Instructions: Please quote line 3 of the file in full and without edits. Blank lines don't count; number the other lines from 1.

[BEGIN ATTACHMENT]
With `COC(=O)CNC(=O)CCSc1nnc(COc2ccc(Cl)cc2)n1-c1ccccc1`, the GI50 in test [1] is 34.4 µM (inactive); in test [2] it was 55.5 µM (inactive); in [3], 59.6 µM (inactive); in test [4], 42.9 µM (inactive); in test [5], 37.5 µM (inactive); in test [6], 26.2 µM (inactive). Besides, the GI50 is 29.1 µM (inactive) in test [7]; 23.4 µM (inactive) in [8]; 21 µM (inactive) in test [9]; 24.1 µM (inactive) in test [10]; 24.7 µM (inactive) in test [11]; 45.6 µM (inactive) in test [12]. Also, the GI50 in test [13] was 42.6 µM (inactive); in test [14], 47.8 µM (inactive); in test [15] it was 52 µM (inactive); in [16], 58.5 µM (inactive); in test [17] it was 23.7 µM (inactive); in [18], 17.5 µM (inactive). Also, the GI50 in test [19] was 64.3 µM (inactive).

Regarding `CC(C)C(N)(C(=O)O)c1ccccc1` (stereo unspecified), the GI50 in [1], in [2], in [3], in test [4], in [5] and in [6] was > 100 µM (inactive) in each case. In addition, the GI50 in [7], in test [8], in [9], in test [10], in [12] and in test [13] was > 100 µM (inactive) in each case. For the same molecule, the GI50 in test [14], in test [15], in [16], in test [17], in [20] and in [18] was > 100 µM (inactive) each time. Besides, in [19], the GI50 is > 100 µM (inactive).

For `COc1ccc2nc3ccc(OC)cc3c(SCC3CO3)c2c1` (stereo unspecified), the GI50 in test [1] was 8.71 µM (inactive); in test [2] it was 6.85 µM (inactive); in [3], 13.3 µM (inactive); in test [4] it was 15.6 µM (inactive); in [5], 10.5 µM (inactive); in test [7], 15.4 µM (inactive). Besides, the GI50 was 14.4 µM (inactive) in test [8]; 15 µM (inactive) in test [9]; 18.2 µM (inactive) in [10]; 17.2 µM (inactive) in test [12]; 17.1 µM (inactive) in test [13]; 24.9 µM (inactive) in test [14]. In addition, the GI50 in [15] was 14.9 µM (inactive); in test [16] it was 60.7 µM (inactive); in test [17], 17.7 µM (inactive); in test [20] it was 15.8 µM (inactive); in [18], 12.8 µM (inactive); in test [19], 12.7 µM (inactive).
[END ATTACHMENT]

For `COc1ccc2nc3ccc(OC)cc3c(SCC3CO3)c2c1` (stereo unspecified), the GI50 in test [1] was 8.71 µM (inactive); in test [2] it was 6.85 µM (inactive); in [3], 13.3 µM (inactive); in test [4] it was 15.6 µM (inactive); in [5], 10.5 µM (inactive); in test [7], 15.4 µM (inactive). Besides, the GI50 was 14.4 µM (inactive) in test [8]; 15 µM (inactive) in test [9]; 18.2 µM (inactive) in [10]; 17.2 µM (inactive) in test [12]; 17.1 µM (inactive) in test [13]; 24.9 µM (inactive) in test [14]. In addition, the GI50 in [15] was 14.9 µM (inactive); in test [16] it was 60.7 µM (inactive); in test [17], 17.7 µM (inactive); in test [20] it was 15.8 µM (inactive); in [18], 12.8 µM (inactive); in test [19], 12.7 µM (inactive).